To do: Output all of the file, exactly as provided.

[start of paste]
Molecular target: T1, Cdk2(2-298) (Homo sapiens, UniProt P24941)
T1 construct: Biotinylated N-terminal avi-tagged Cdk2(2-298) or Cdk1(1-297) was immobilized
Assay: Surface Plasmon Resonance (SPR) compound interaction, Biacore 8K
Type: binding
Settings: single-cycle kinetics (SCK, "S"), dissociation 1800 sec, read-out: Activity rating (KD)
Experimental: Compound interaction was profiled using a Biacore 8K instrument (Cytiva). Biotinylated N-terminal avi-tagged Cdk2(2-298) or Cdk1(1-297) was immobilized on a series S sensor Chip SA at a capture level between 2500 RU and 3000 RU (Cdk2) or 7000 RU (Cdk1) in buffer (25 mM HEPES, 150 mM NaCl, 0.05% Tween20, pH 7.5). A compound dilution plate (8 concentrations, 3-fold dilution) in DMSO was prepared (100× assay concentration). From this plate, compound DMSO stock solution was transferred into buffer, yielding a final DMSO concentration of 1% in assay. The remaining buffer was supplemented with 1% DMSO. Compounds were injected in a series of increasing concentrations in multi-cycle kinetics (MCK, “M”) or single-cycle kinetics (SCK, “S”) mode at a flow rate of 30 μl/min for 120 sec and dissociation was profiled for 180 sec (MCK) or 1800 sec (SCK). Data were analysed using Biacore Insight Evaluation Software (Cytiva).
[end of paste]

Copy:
Molecular target: T1, Cdk2(2-298) (Homo sapiens, UniProt P24941)
T1 construct: Biotinylated N-terminal avi-tagged Cdk2(2-298) or Cdk1(1-297) was immobilized
Assay: Surface Plasmon Resonance (SPR) compound interaction, Biacore 8K
Type: binding
Settings: single-cycle kinetics (SCK, "S"), dissociation 1800 sec, read-out: Activity rating (KD)
Experimental: Compound interaction was profiled using a Biacore 8K instrument (Cytiva). Biotinylated N-terminal avi-tagged Cdk2(2-298) or Cdk1(1-297) was immobilized on a series S sensor Chip SA at a capture level between 2500 RU and 3000 RU (Cdk2) or 7000 RU (Cdk1) in buffer (25 mM HEPES, 150 mM NaCl, 0.05% Tween20, pH 7.5). A compound dilution plate (8 concentrations, 3-fold dilution) in DMSO was prepared (100× assay concentration). From this plate, compound DMSO stock solution was transferred into buffer, yielding a final DMSO concentration of 1% in assay. The remaining buffer was supplemented with 1% DMSO. Compounds were injected in a series of increasing concentrations in multi-cycle kinetics (MCK, “M”) or single-cycle kinetics (SCK, “S”) mode at a flow rate of 30 μl/min for 120 sec and dissociation was profiled for 180 sec (MCK) or 1800 sec (SCK). Data were analysed using Biacore Insight Evaluation Software (Cytiva).